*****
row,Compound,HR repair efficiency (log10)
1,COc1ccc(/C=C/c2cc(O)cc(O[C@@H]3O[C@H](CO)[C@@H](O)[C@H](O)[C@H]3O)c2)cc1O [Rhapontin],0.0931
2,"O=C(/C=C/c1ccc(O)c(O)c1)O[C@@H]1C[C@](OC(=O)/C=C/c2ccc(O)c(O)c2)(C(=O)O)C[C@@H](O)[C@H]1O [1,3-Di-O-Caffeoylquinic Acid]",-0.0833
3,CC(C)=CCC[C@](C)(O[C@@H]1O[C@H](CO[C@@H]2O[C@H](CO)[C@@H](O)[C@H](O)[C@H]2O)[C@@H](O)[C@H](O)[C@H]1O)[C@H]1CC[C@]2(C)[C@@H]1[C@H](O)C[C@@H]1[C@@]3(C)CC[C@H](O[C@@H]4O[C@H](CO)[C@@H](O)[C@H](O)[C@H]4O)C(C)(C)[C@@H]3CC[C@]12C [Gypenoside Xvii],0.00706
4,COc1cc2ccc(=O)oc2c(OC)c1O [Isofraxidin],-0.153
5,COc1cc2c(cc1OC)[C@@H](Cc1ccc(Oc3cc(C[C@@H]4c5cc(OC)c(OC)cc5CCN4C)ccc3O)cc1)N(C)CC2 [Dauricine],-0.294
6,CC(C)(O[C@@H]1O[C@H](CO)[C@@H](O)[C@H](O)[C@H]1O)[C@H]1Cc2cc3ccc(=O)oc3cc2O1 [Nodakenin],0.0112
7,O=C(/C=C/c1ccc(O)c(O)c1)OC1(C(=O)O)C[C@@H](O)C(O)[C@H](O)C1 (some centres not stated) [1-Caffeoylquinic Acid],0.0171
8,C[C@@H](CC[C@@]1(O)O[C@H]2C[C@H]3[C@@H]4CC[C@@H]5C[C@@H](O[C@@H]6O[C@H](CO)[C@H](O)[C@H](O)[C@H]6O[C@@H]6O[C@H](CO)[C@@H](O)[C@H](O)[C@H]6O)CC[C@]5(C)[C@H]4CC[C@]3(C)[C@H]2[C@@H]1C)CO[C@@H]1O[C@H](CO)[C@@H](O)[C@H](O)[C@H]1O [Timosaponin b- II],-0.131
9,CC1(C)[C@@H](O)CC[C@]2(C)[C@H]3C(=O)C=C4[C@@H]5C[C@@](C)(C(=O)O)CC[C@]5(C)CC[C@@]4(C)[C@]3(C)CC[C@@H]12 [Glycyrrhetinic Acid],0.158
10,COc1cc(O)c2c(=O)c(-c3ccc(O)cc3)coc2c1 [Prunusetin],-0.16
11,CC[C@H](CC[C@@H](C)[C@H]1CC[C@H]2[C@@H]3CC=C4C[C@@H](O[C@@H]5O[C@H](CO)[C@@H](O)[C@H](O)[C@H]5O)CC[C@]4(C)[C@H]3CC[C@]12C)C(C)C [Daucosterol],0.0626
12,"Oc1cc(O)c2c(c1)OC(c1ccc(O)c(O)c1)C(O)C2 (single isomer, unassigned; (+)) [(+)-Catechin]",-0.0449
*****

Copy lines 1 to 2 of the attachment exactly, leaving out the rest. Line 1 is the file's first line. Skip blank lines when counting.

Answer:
row,Compound,HR repair efficiency (log10)
1,COc1ccc(/C=C/c2cc(O)cc(O[C@@H]3O[C@H](CO)[C@@H](O)[C@H](O)[C@H]3O)c2)cc1O [Rhapontin],0.0931